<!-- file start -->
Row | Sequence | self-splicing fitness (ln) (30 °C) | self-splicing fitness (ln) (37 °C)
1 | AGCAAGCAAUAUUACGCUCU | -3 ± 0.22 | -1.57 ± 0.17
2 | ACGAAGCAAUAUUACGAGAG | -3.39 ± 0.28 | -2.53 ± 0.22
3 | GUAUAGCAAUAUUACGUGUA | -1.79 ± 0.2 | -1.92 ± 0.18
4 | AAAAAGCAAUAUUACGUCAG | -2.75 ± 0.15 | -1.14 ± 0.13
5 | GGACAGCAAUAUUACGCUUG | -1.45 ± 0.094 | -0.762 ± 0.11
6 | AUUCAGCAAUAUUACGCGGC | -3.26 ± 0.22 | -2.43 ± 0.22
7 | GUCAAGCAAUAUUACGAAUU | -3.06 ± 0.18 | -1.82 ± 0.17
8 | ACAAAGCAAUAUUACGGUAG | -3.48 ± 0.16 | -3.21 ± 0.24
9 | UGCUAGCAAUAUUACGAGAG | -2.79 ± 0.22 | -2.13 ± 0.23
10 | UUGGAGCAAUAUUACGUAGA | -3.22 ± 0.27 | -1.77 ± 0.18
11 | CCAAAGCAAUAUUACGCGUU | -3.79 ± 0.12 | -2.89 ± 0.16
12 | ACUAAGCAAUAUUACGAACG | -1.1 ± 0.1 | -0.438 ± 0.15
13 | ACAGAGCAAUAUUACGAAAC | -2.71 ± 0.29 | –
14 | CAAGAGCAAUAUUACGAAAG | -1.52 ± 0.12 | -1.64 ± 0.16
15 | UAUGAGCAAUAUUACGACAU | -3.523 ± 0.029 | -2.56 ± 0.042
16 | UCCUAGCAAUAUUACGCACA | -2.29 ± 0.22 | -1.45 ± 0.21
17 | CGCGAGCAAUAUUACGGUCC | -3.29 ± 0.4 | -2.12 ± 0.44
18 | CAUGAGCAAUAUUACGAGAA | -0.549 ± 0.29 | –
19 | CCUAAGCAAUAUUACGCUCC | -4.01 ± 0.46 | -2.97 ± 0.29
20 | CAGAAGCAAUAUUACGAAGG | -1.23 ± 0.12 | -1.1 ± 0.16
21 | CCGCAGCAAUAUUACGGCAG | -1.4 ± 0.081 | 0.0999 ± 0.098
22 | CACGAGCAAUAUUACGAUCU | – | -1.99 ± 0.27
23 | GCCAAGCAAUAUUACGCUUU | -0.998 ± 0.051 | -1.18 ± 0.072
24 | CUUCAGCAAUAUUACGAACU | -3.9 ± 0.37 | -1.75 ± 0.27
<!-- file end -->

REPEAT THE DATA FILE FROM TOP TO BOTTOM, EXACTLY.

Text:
Row | Sequence | self-splicing fitness (ln) (30 °C) | self-splicing fitness (ln) (37 °C)
1 | AGCAAGCAAUAUUACGCUCU | -3 ± 0.22 | -1.57 ± 0.17
2 | ACGAAGCAAUAUUACGAGAG | -3.39 ± 0.28 | -2.53 ± 0.22
3 | GUAUAGCAAUAUUACGUGUA | -1.79 ± 0.2 | -1.92 ± 0.18
4 | AAAAAGCAAUAUUACGUCAG | -2.75 ± 0.15 | -1.14 ± 0.13
5 | GGACAGCAAUAUUACGCUUG | -1.45 ± 0.094 | -0.762 ± 0.11
6 | AUUCAGCAAUAUUACGCGGC | -3.26 ± 0.22 | -2.43 ± 0.22
7 | GUCAAGCAAUAUUACGAAUU | -3.06 ± 0.18 | -1.82 ± 0.17
8 | ACAAAGCAAUAUUACGGUAG | -3.48 ± 0.16 | -3.21 ± 0.24
9 | UGCUAGCAAUAUUACGAGAG | -2.79 ± 0.22 | -2.13 ± 0.23
10 | UUGGAGCAAUAUUACGUAGA | -3.22 ± 0.27 | -1.77 ± 0.18
11 | CCAAAGCAAUAUUACGCGUU | -3.79 ± 0.12 | -2.89 ± 0.16
12 | ACUAAGCAAUAUUACGAACG | -1.1 ± 0.1 | -0.438 ± 0.15
13 | ACAGAGCAAUAUUACGAAAC | -2.71 ± 0.29 | –
14 | CAAGAGCAAUAUUACGAAAG | -1.52 ± 0.12 | -1.64 ± 0.16
15 | UAUGAGCAAUAUUACGACAU | -3.523 ± 0.029 | -2.56 ± 0.042
16 | UCCUAGCAAUAUUACGCACA | -2.29 ± 0.22 | -1.45 ± 0.21
17 | CGCGAGCAAUAUUACGGUCC | -3.29 ± 0.4 | -2.12 ± 0.44
18 | CAUGAGCAAUAUUACGAGAA | -0.549 ± 0.29 | –
19 | CCUAAGCAAUAUUACGCUCC | -4.01 ± 0.46 | -2.97 ± 0.29
20 | CAGAAGCAAUAUUACGAAGG | -1.23 ± 0.12 | -1.1 ± 0.16
21 | CCGCAGCAAUAUUACGGCAG | -1.4 ± 0.081 | 0.0999 ± 0.098
22 | CACGAGCAAUAUUACGAUCU | – | -1.99 ± 0.27
23 | GCCAAGCAAUAUUACGCUUU | -0.998 ± 0.051 | -1.18 ± 0.072
24 | CUUCAGCAAUAUUACGAACU | -3.9 ± 0.37 | -1.75 ± 0.27